At Naples Elementary School, Aneka Tanner sits cross-legged on the grey carpet of her classroom floor as her kindergarten students surround her in a circle. All eyes are on Tanner as she reads about Little Bear and his Lakota Sioux tribe as they prepare to hunt buffaloes.
The focus of the lesson is main characters and new vocabulary, but through the story, they are learning new words and putting sounds into practice. One graphic on the wall shows the type of knowledge they are learning, including environment, clothing, food and shelter.
“They hunt buffalo,” Tanner tells her 20 students. “Who hunted buffalo?”
“Men and boys,” one boy responds.
Tanner agrees and points to the group – boys as young as 5 years old hunted. A few students said their ages.
“What did they do to train the horses? Do you remember?” Tanner asked, checking knowledge from a previous story.
The students and Tanner work out that boys on horseback throw spears through hoops for target practice. They differentiate between buffalo and buffaloes and pronounce each.
The students learn that the Lakota Sioux followed the buffalo, setting up camp where the herds were.
They understand that the buffalo are the food supply of the Lakota Sioux. Tanner asks if anyone has tried buffalo and several students say, “Yes!”
Tanner reminds them that the Native Americans used all parts of the buffalo: hide for warmth, bones for tools and hair for rope.
“What do women do?” Tanner asked.
Students said that women “made teepees” and “set up camp.”
Tanner shows the students a drawing of a hide stretched on a frame. Another illustration shows teepees and moccasins.
One student remarked that in the last story, a man unpacked and checked the gear. Tanner responds that the women and kids do set it up – he just checked it.
Other words pop up, including horizon, succulent and nuzzle.
After the reading part of the class, Tanner checks knowledge by having students interact and stand or squat if they believe an answer to be true or false. Students respond in complete kindergarten sentences.
In another classroom, at Discover Elementary in Vernal, a second-grade teacher, Heather Heath, stands in front of her students, who are sitting on the floor in groups of threes or fours, looking up at the projection. She stands next to the projection and introduces information about the digestive system.
Words include cells, tissues, organs and systems. Students already know the connection between the words.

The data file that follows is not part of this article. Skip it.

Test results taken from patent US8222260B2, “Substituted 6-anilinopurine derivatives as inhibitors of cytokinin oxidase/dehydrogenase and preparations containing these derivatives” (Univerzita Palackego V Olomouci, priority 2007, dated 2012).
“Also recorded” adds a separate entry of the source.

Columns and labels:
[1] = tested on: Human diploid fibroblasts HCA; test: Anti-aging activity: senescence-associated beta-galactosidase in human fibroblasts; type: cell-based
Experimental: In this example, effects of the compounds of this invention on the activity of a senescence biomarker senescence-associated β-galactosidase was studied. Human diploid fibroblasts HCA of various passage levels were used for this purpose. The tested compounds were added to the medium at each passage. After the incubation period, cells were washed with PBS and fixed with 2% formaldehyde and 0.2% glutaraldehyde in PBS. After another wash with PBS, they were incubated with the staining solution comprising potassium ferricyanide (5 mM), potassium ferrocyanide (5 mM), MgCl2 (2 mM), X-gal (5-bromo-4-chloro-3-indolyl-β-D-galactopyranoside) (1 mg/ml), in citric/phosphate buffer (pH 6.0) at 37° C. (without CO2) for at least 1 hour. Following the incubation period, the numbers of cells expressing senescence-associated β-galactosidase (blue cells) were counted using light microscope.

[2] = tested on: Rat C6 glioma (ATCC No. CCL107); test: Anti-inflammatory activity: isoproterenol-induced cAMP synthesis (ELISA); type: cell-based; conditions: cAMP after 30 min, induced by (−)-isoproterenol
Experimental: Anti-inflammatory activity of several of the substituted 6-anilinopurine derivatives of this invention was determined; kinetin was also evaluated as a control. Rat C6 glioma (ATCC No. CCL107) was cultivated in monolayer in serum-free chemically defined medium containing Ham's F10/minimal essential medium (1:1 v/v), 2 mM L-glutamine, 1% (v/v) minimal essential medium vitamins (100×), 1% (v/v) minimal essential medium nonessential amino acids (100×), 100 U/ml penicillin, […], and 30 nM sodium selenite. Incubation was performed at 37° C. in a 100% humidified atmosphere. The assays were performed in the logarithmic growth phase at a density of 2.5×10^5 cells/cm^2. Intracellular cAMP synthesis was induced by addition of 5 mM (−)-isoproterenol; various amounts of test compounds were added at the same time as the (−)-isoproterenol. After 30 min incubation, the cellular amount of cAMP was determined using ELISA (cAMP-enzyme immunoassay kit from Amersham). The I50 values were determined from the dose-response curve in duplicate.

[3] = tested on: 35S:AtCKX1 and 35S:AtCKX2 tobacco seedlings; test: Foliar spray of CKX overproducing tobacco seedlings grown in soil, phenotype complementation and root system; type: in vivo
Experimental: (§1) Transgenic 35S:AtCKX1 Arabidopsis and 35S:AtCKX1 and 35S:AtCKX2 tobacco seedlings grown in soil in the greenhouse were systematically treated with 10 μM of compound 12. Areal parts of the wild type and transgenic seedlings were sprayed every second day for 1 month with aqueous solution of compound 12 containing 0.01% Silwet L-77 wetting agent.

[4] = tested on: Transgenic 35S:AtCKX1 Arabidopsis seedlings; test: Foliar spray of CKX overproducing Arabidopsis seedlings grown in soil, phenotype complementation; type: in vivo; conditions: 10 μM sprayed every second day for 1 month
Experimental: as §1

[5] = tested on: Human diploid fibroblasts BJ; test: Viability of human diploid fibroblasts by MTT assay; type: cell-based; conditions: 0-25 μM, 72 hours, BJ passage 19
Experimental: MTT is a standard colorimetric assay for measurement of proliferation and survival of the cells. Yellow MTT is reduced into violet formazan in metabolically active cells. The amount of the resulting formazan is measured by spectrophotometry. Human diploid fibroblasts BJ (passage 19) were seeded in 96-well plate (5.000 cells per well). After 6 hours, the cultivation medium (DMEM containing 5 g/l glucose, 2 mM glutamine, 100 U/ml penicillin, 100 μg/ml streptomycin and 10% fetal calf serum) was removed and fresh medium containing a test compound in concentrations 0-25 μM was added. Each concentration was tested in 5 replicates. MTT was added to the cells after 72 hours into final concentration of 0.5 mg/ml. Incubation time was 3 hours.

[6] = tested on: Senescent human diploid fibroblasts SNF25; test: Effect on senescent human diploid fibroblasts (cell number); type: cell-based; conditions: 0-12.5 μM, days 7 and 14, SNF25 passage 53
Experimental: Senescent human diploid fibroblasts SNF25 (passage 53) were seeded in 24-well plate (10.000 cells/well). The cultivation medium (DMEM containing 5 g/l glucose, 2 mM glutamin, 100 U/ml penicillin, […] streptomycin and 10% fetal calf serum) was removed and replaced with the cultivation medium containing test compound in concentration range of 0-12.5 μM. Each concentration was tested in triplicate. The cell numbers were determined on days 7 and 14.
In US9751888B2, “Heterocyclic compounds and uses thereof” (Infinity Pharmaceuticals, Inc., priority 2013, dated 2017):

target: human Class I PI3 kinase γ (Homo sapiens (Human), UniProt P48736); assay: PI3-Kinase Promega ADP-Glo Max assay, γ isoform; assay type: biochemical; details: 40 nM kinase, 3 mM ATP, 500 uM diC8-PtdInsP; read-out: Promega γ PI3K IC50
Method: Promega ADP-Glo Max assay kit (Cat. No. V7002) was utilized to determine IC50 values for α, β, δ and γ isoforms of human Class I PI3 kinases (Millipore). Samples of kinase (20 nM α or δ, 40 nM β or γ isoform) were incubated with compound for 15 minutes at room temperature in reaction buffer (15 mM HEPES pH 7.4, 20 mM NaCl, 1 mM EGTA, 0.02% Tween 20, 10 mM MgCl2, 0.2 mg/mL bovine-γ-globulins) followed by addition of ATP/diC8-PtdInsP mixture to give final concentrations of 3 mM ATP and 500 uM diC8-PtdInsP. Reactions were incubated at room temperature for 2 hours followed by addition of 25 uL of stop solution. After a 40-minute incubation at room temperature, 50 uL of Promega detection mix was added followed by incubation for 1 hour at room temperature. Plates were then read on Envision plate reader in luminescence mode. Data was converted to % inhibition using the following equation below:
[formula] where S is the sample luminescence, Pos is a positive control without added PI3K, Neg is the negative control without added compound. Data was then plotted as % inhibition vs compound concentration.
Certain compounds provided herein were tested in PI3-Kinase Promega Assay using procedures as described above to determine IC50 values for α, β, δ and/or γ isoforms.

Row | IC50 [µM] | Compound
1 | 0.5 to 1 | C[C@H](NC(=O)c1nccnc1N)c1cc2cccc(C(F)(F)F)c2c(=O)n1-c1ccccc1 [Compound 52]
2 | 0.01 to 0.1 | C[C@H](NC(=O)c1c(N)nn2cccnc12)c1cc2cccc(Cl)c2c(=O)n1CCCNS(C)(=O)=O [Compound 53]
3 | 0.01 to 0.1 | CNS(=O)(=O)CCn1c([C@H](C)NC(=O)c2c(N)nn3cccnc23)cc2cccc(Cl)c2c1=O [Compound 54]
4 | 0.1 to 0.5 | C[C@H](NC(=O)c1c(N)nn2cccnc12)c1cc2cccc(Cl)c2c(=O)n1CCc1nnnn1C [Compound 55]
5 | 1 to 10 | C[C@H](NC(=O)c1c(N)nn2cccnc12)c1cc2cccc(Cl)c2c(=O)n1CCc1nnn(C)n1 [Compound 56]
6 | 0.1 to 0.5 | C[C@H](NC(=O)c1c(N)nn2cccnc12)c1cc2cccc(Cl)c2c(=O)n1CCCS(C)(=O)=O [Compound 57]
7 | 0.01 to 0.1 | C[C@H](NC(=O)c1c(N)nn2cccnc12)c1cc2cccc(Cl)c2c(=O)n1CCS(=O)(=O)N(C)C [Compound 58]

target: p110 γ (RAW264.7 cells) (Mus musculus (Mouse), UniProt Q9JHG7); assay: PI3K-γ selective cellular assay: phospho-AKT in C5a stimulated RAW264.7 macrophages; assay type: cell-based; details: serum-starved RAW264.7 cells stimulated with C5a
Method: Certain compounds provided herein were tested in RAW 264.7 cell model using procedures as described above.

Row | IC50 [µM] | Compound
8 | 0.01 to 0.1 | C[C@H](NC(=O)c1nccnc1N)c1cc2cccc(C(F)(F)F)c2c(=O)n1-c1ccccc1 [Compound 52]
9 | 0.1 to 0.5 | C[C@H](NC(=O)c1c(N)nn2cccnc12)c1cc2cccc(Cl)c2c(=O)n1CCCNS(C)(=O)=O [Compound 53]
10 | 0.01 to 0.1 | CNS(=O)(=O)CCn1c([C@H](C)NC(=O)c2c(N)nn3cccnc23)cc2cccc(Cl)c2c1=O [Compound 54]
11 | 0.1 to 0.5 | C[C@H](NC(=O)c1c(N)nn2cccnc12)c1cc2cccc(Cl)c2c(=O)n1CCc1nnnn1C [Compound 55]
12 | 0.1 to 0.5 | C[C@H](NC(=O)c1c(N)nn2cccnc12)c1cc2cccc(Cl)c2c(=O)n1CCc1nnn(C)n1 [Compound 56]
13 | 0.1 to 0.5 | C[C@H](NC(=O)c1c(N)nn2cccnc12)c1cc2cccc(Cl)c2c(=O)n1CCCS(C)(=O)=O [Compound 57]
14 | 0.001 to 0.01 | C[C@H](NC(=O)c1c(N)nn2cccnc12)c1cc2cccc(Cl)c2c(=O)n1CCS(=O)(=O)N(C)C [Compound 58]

Heath adds to the lesson, connecting real life to the new concepts. She says that babies don’t have teeth, so they have a liquid diet. She asks if anyone in the classroom has lost teeth, and several students raise their hands.
One by one, Heath goes through the types of teeth and tells the students to put their tongues on each of the teeth as they discuss them.
The discussion turns to salivary glands and one student says that means “mouth waters.” Heath holds up a measuring container with six cups of water in it. She says that is the amount of saliva a person creates in a day. Students respond with faces and “ew!”
Later in the discussion, Heath asks what could happen if the liver doesn’t work properly.
One student said, “You could die.”
Despite the topics being different in each classroom, knowledge was built and skills were practiced. Students were focusing on phonics, and also building background knowledge, through learning stories.
The Core Knowledge Language Arts program builds like blocks from kindergarten up. After the lesson, students apply what they learned through drawing or journal entries.
The CKLA program is in its first year, but the administration, principals and teachers seem excited about the way the students are responding.
“This new curriculum was difficult to implement,” Uintah County School District curriculum director Jayme Leyba said. “Change is tough, and it was a controversial process, but the teachers and students seem to like it.”
“This (program) has brought a great deal of continuity in our language arts instruction and it has increased the level of rigor in our classrooms,” UCSD superintendent Rick Woodford said.
Deanna Martineau, principal of Naples Elementary School, and Tammy Christensen, principal of Discovery Elementary, have both seen the implementation of the program and how it impacts both teachers and students.
In the hallways at Discovery Elementary, art, including paintings of Greek faces, sketches of owls and three-dimensional solar systems, lines walls between classrooms. The implementation of the curriculum shows the diversity of ideas and topics covered.
With each grade level, students are building on the knowledge base.
“The rigor is up, but the kids can meet it,” Christensen said.
According to Christensen, the is more discussion at home based on discussions with parents. She appreciated the facts the students shared about Helen Keller and Ray Charles.
Martineau and Tanner shared that the biggest thing for them was that everyone was on the same page across the district.
“The rigor is up,” Tanner said. “But the level of proficiency has dramatically risen.”
Leyba and literary specialist Tawna Baumgardner say the comprehensive program allows students to read, use and gain comprehension while also aligning with test standards. The user-friendly information is tied to core knowledge students will need to be successful in upper-level classes.